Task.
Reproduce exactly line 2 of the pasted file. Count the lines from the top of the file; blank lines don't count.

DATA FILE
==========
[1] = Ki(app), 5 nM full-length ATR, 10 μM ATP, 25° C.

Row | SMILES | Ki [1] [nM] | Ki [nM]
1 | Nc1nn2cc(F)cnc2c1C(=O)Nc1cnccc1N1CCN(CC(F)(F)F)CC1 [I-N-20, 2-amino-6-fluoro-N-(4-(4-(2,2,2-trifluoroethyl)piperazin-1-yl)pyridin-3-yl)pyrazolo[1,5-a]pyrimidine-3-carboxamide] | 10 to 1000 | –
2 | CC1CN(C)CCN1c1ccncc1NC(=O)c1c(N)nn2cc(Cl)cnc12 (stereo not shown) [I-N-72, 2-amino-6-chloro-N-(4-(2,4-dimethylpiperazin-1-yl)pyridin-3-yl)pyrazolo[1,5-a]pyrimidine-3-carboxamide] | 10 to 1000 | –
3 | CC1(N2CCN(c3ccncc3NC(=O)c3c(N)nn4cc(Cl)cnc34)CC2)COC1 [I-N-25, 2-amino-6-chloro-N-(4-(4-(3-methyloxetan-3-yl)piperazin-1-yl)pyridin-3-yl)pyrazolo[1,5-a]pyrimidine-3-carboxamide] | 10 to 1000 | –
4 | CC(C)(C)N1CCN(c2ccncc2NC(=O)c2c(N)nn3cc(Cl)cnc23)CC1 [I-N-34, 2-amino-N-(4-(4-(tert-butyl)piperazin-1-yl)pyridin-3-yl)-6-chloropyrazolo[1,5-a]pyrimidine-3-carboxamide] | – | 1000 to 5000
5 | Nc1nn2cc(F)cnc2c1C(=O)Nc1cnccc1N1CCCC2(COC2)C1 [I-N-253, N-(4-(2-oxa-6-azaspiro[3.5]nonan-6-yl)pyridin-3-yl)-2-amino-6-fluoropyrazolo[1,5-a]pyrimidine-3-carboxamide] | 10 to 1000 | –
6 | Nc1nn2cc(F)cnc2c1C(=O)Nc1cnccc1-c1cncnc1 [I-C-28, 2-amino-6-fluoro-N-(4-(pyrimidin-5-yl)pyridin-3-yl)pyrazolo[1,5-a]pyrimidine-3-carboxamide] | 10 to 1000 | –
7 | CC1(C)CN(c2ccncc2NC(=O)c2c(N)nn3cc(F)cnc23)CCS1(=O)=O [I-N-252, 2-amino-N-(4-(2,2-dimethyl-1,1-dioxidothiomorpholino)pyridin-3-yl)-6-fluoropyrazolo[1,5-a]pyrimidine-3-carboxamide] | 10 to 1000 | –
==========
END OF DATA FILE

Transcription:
Row | SMILES | Ki [1] [nM] | Ki [nM]